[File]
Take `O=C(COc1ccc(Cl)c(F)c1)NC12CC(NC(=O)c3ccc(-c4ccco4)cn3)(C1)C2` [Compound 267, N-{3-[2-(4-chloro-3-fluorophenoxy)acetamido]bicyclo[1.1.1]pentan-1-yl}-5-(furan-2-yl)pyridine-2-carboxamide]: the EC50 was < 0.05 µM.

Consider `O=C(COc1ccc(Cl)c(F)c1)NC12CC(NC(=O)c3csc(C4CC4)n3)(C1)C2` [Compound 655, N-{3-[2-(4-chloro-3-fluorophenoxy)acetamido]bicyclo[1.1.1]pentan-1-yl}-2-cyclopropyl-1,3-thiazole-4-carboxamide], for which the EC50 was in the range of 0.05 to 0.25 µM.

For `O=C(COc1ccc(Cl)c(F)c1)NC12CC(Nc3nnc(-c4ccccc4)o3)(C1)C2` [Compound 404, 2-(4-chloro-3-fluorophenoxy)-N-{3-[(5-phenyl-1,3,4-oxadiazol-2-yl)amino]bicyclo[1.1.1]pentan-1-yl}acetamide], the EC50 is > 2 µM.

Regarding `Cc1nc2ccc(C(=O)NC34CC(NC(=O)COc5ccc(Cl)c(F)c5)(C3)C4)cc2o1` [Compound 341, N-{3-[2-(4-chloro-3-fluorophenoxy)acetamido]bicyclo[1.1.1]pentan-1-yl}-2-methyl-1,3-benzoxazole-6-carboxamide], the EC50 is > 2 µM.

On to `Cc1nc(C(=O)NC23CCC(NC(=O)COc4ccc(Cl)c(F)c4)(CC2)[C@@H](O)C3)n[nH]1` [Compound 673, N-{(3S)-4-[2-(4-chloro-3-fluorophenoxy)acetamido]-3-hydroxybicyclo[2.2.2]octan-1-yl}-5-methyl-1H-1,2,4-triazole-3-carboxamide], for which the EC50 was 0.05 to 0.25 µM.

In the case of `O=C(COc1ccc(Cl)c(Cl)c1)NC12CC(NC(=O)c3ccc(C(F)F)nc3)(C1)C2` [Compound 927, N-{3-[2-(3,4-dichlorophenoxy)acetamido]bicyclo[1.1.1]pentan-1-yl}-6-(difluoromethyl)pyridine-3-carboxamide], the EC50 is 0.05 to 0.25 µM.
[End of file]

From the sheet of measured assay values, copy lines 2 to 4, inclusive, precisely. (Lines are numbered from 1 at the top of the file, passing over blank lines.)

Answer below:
Consider `O=C(COc1ccc(Cl)c(F)c1)NC12CC(NC(=O)c3csc(C4CC4)n3)(C1)C2` [Compound 655, N-{3-[2-(4-chloro-3-fluorophenoxy)acetamido]bicyclo[1.1.1]pentan-1-yl}-2-cyclopropyl-1,3-thiazole-4-carboxamide], for which the EC50 was in the range of 0.05 to 0.25 µM.

For `O=C(COc1ccc(Cl)c(F)c1)NC12CC(Nc3nnc(-c4ccccc4)o3)(C1)C2` [Compound 404, 2-(4-chloro-3-fluorophenoxy)-N-{3-[(5-phenyl-1,3,4-oxadiazol-2-yl)amino]bicyclo[1.1.1]pentan-1-yl}acetamide], the EC50 is > 2 µM.

Regarding `Cc1nc2ccc(C(=O)NC34CC(NC(=O)COc5ccc(Cl)c(F)c5)(C3)C4)cc2o1` [Compound 341, N-{3-[2-(4-chloro-3-fluorophenoxy)acetamido]bicyclo[1.1.1]pentan-1-yl}-2-methyl-1,3-benzoxazole-6-carboxamide], the EC50 is > 2 µM.